4 things to know before Georgia Tech’s NIT game vs. Cal State Bakersfield

March 19, 2017, Atlanta: Georgia Tech guard Josh Heath passes it off on a fast break against four Belmont defenders in their NIT tournament round two NCAA basketball game on Sunday, March 19, 2017, in Atlanta. Curtis Compton/ccompton@ajc.com

Looking ahead to Georgia Tech’s NIT semifinals matchup with Cal State Bakersfield, 7 p.m. at New York’s Madison Square Garden. The game will be broadcast on ESPN.

On CSUB

Cal State Bakersfield is a nobody and that Tech should win easily, right? Maybe not.

First, the Roadrunners beat Cal and Colorado State on their home courts in their first two games (and then Texas-Arlington to make the semifinals, but that is probably not as eye-catching).

Cal was 15-3 at home this season before losing to Cal State Bakersfield, with the only losses to Virginia, Arizona and Oregon. Colorado State was 15-4 at home (its list of losses is not as impressive – Wichita State, Loyola Marymount, New Mexico and Boise State. Nevertheless, Cal State Bakersfield gave the Rams their most decisive home defeat of the season.

KenPom gives Tech a mere 53 percent win probability. Tech is favored by 2.5 points.

The Roadrunners defend particularly well – KenPom rates them the No. 15 team nationally in defensive efficiency. They are No. 3 in effective field-goal percentage and hold opponents to 40.7 percent shooting on 2-point shots. (Tech is sixth in defensive efficiency, 19th in effective field-goal percentage and hold opponents to 49.3 percent shooting on 2-point shots.)

Granted, the Jackets have compiled these numbers against far better competition. Tech’s strength of schedule (by RPI) is 67; Cal State Bakersfield’s is 139th. Still, the Roadrunners made it this far, and faced a tougher path, seed-wise, than Tech did – No. 1 California (road), No. 4 Colorado State (road), No. 6 Texas-Arlington.

Tech’s route – No. 3 Indiana (home), No. 7 Belmont (home), No. 5 Ole Miss (road).

In fact, Tech had the easiest path to New York of any of the four semifinalists, if measured by the sum of the seeds faced. (Tech: 15; Cal State Bakersfield: 11; TCU: 12; UCF: 8)

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Underdogs abound

Along the same vein, this is by far the most underdog-heavy NIT semifinal since the tournament began seeding teams in 2006. In the first 12 tournaments since teams were seeded, 11 of the 12 had at least two teams seeded first or second make the semifinals. Ten of the 12 had at least one No. 1 seed make it to New York.

Of the four teams in Tuesday’s semifinals, the highest seeds are UCF and TCU, both No. 4. Tech is just the second No. 6 seed to make it and Cal State Bakersfield is the first No. 8.

Going by sum of the four seeds, the previous high was the 2012 NIT, which totaled 15. This year’s foursome totals 22.

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Bound by country

Forward Abdoulaye Gueye, from Senegal, is joined by two of his countrymen in the semifinals.

Cal State Bakersfield center Fallou Ndoye is from Taif, Senegal. A transfer from Mississippi State, he averages 11 minutes off the bench. Gueye, who is from the capital city of Dakar, knows of Ndoye but has never met him.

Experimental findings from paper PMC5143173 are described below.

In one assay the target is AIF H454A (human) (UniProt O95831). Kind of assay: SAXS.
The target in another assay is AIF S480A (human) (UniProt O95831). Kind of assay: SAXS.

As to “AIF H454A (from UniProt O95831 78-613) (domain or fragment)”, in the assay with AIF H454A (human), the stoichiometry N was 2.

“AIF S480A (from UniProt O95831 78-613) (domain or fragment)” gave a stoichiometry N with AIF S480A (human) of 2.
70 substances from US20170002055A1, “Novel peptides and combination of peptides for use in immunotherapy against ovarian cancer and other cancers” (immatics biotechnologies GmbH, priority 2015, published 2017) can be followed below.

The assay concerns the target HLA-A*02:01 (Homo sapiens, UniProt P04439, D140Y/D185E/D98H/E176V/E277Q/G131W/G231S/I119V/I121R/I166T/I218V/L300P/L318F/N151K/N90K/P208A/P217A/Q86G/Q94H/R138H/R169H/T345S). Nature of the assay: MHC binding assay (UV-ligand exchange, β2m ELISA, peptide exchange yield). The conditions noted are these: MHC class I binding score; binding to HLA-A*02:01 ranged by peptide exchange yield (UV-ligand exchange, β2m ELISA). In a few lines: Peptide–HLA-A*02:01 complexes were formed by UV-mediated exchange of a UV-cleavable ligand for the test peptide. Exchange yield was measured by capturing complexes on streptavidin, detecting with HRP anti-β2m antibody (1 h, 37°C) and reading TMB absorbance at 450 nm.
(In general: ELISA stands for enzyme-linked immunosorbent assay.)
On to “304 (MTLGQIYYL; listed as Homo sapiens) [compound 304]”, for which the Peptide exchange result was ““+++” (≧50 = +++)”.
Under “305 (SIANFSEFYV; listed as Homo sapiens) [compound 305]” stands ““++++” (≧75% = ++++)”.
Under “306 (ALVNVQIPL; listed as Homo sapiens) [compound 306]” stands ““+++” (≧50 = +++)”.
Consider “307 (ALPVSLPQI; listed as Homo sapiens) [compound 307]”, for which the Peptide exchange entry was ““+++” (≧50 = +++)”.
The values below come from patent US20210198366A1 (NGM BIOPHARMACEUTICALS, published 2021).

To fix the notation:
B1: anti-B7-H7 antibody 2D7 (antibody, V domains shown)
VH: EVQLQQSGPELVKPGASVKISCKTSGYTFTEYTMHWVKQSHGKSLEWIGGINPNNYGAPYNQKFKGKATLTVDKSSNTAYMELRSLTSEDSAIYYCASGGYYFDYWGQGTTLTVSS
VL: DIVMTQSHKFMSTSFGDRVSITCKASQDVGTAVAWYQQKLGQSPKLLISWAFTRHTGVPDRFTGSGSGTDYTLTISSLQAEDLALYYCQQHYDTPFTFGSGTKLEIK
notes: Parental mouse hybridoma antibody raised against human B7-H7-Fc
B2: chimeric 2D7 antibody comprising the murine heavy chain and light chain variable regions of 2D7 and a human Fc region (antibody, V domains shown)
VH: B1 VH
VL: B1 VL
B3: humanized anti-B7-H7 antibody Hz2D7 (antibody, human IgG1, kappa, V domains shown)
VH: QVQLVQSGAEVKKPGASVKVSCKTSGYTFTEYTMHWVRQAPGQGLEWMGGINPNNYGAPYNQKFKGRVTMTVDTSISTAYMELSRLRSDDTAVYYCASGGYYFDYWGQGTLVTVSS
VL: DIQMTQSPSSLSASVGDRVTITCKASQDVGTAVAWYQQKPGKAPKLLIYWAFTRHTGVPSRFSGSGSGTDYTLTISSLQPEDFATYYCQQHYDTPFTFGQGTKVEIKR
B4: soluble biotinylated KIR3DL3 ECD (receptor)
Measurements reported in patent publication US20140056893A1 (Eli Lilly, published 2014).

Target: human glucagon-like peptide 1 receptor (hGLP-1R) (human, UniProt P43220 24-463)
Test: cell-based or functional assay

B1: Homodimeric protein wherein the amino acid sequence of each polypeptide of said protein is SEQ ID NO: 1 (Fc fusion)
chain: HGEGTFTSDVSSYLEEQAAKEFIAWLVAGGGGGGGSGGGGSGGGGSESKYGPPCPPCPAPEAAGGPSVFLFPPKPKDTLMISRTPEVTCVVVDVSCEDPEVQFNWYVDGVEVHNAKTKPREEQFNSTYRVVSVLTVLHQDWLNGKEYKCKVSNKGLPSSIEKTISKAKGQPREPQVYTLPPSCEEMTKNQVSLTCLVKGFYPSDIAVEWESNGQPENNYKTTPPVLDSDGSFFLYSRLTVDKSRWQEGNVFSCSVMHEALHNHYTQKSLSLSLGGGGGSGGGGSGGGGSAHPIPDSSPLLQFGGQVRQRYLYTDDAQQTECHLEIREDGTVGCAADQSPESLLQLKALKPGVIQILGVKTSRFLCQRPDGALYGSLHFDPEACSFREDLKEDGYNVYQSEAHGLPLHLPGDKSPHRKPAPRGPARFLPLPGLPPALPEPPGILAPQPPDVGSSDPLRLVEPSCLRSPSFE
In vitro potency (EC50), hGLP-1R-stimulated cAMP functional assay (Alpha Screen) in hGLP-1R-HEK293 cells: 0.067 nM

Gueye is, however, good friends with UCF center Tacko Fall, who is 7-6 and has started all 35 games for the Knights. Fall averages 11 points and 9.7 rebounds and makes 72 percent of his shots from the field. Fall is also from Dakar. They know each other through the brother of former Tech assistant coach Mamadou N’Diaye, who was on Brian Gregory’s staff for his final two seasons. Ibrahim N’Diaye runs a basketball academy where both Fall and Gueye trained.

They text each other and Gueye sent a message after UCF beat Illinois to make the semifinals.

“I said, ‘O.K., see you in Madison Square Garden,’” Gueye said.

(TCU is bereft of Senegalese.)

Gueye is still rehabilitating the wrist fracture that he suffered in the second Clemson game Feb. 1. There was a thought that he might be able to recover quickly enough to make it back for postseason play, but Gueye said he’s probably a month away from being cleared. Gueye was making strides as Ben Lammers’ backup when he suffered the injury. His being out placed more of a burden on Lammers to play, which likely maxed him out and affected his play as the regular season closed.

It has been frustrating, Gueye said, not being able to contribute. Teammates have helped cheer him up.

“It’s hard to watch, but the only thing I can do is just cheer from the bench,” he said.

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 Player to watch

Given Cal State Bakersfield’s emphasis on pressure defense – the Roadrunners are No. 9 nationally in defensive turnover percentage – Tech point guard Josh Heath will bear heavy responsibility to take care of the ball. He has done well distributing, averaging 6.2 assists against 3.5 turnovers.

As a team, the Jackets have been much better of late with the ball. In the past four games, they’ve had seven, nine, eight and 15 turnovers. The three single-digit turnover games (against Pitt, Indiana and Belmont) were the first of the season.

Heath, by the way, has been to Madison Square Garden previously. When his father Stan was coach at USF, the school was a Big East member and Josh went to the Big East tournament, which has been the conference tournament site for 35 years.

USF moved to the American Athletic Conference when Heath played his freshman season for his father in 2013-14. Stan Heath was dismissed at the end of the season, which is how Josh ended up transferring to Tech.

Graduate transfer Jodan Price played one game there as a freshman at DePaul in the 2013 Big East tournament. He came off the bench and missed one shot, a 3-pointer.

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